The evocation of the child within animates the charm of La Mama’s Jofus and the Whale, writes youth critic Gully Thompson
It may be unnecessary to say, but I haven’t been to the theatre for a very long time. And while I’ve experienced many forms of substitutes for theatre over lockdown, I can’t say I’ve experienced the same joy and emotional pull that comes with a live performance, one that moves and skips with its audience and brings theatrical intimacy to the art.
Jofus and the Whale – on at La Mama until February 21 – is the reintroduction to live performance Melbourne needs and deserves. It highlights the art of performance, storytelling and the experience of theatre.
Jofus is a clown, a comic, innocent and childish clown clown who performs alone and yet never seems alone. Performed and created by Lily Fish, who plays all the characters, and directed by Kimberly Twiner, the show is a comic retelling of Herman Melville’s Moby-Dick. It features the character of Jofus and their great uncle Ahab, who is on a quest to take vengeance upon the whale who took his leg. The show begins as Jofus anxiously inches towards the spotlight, takes their place and excitedly exclaims:“Theatre!”
And this is truly what the show represents at its heart. After a long winter of on-screen performance and a lack of human-to-human theatrical intimacy, Jofus embodies a love and appreciation not only of the performing arts but of storytelling and the language of comedy. Jofus is narrated through the conventions of innocence and naivety with a voice which reminds me strongly of children recounting and telling stories to one another.
Fish’s performance takes the conventions of clowning and transforms them into a performance style that is uniquely her own. A fresh and innovative blend of charades, shadow-puppet style hand gestures, vocal work and mime – all elements of different comedic genres and styles – are seamlessly combined to create a performance that is unmistakably original.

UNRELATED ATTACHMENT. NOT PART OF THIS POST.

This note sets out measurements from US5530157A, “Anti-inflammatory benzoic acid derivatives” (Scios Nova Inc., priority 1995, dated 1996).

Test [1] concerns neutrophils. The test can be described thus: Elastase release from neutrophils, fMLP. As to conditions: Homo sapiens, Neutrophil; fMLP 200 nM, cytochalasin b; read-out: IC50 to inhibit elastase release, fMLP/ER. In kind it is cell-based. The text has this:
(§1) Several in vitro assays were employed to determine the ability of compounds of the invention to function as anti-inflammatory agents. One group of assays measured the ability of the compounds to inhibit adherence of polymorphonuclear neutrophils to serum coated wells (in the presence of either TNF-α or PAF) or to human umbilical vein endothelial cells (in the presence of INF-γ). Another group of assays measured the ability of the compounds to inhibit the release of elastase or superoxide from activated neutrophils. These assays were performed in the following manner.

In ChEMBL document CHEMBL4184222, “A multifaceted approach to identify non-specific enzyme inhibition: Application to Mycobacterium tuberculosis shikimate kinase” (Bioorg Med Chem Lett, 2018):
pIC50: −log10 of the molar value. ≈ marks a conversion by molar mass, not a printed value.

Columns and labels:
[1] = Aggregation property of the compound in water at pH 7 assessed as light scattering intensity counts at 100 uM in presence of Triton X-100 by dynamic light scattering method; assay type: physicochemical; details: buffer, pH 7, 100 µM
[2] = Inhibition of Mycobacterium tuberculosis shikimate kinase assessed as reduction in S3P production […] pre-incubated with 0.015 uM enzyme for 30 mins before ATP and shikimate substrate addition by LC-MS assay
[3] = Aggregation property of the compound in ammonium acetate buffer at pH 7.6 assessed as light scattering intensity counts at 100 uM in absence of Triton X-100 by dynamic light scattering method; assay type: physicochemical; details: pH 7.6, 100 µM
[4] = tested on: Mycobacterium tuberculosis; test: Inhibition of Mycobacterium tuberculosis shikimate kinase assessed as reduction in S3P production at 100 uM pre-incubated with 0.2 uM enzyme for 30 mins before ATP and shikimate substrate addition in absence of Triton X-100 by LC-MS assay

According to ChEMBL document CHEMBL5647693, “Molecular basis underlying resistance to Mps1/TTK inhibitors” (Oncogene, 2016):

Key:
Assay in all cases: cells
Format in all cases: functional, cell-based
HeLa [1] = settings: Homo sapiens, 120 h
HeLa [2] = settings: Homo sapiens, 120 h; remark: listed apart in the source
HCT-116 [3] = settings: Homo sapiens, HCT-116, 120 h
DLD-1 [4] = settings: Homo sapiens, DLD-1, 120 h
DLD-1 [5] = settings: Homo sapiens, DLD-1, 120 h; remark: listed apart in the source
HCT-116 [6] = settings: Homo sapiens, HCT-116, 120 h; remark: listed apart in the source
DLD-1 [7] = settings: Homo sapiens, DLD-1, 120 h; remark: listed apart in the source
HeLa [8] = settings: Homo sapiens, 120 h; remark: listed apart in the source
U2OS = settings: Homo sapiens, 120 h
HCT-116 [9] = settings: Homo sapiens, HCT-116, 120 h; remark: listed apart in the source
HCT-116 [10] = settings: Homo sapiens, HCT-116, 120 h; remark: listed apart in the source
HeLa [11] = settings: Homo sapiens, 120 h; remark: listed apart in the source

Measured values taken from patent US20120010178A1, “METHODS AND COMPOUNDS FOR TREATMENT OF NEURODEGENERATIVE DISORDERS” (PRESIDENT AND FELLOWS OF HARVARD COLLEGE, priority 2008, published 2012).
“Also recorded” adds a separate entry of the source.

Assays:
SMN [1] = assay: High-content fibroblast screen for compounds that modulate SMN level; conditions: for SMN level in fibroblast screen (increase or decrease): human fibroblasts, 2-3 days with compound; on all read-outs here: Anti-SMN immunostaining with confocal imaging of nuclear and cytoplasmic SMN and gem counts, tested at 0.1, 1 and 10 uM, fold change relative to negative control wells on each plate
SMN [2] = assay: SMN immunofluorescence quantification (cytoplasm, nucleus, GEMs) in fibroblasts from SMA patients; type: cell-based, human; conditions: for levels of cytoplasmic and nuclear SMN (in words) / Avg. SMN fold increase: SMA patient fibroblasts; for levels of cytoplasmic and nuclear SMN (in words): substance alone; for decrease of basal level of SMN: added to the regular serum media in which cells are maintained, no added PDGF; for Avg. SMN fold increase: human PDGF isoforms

The comedy of the piece is unapologetically and proudly childish, including a fine myriad of poo and fart humour. Fish has crafted a tribute to circus humour and clown performance that demonstrates both an understanding of the breadth of the art and a tribute to its many forms. The style of the humour also reinforces the voice of the show, the return to childhood storytelling and performance that is both silly and sophisticated.
As a solo performance, Jofus and the Whale is a reflection on loneliness which becomes extremely relevant in the wake of lockdown. It is both a meditation on and celebration of what is keeping Victorians strong through an age of isolation.
Despite the absence of other performers, set pieces and effects, Jofus is never quite alone. The performance and character of Jofus, in the true nature of clowning, skips over the boundary between performer and audience with ease and bring a sense of intimacy and companionship. Jofus is not so much a clown as a storyteller, and we are not their audience, but their friends.
Fish’s performance is characterised by a great deal of vocal effort. Jofus’s voice is high-pitched, excitable, breathy, and in some cases quite difficult to understand. Its execution resulted in moments when the context and plot of the show were difficult to decipher because I sometimes could not understand a spoken line.
Which leads to the major problem with Jofus’s character; their excitement and childish nature sometimes leads to a charade or a mime that is hard to understand within the plot of the show. The narrative is fairly simple, being an abridged Moby-Dick, but sometimes I felt a line or movement was lost in translation.
Jofus may cause an occasional moment of confusion, but that is created by their excitement – their recounting of their misadventures and the odyssey they embark on as they make their escape from the whale energises them and us as their audience and companions. As a character, not once does Jofus flinch at the opportunity to entertain, to delight and to boast. And most importantly, we are with them every step of the way.
Jofus and the Whale is a thrilling engagement with the nature of loneliness and the odyssey of one’s own character. The strength of performance here is exemplified by how theatrical intimacy can be derived from a character who is fundamentally a clown and a child. It reminds us of the importance of the inner child and the world of innocence. It’s essentially a comedy, but perhaps it is more a comedy of the self, a demonstration of the need for performance and the pursuit of playfulness.
Jofus knows they are a clown and knows they are immature, and they are never ashamed of this. They show us that companionship always contains an element of loneliness and the necessity to reflect on the self. Conversely, they show that in every instance of loneliness, there is companionship. And that, simply by being, we are their companions.
Jofus and the Whale, created and performed by Lily Fish, co-written and co-devised by Ell Sachs, directed by Kimberley Twiner, lighting design by Lisa Mibus. At La Mama Courthouse. Until February 21.